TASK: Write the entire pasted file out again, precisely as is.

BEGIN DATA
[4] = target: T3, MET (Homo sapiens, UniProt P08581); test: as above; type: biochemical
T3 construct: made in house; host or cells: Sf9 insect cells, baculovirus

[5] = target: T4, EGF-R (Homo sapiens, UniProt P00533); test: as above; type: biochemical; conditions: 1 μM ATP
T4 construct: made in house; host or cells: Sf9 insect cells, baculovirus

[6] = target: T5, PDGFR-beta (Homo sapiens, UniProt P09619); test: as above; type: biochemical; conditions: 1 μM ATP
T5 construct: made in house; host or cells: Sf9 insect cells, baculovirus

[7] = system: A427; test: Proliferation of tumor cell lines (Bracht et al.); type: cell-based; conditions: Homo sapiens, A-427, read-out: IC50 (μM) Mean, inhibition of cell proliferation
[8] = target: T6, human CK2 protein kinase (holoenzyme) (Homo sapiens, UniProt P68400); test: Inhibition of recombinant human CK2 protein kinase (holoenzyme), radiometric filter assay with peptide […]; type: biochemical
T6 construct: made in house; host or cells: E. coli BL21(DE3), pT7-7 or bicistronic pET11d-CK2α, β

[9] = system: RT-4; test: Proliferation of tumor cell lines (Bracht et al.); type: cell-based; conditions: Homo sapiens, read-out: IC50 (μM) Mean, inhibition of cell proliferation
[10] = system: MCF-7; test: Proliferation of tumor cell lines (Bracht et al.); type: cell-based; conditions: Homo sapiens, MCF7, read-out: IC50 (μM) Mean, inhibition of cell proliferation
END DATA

[4] = target: T3, MET (Homo sapiens, UniProt P08581); test: as above; type: biochemical
T3 construct: made in house; host or cells: Sf9 insect cells, baculovirus

[5] = target: T4, EGF-R (Homo sapiens, UniProt P00533); test: as above; type: biochemical; conditions: 1 μM ATP
T4 construct: made in house; host or cells: Sf9 insect cells, baculovirus

[6] = target: T5, PDGFR-beta (Homo sapiens, UniProt P09619); test: as above; type: biochemical; conditions: 1 μM ATP
T5 construct: made in house; host or cells: Sf9 insect cells, baculovirus

[7] = system: A427; test: Proliferation of tumor cell lines (Bracht et al.); type: cell-based; conditions: Homo sapiens, A-427, read-out: IC50 (μM) Mean, inhibition of cell proliferation
[8] = target: T6, human CK2 protein kinase (holoenzyme) (Homo sapiens, UniProt P68400); test: Inhibition of recombinant human CK2 protein kinase (holoenzyme), radiometric filter assay with peptide […]; type: biochemical
T6 construct: made in house; host or cells: E. coli BL21(DE3), pT7-7 or bicistronic pET11d-CK2α, β

[9] = system: RT-4; test: Proliferation of tumor cell lines (Bracht et al.); type: cell-based; conditions: Homo sapiens, read-out: IC50 (μM) Mean, inhibition of cell proliferation
[10] = system: MCF-7; test: Proliferation of tumor cell lines (Bracht et al.); type: cell-based; conditions: Homo sapiens, MCF7, read-out: IC50 (μM) Mean, inhibition of cell proliferation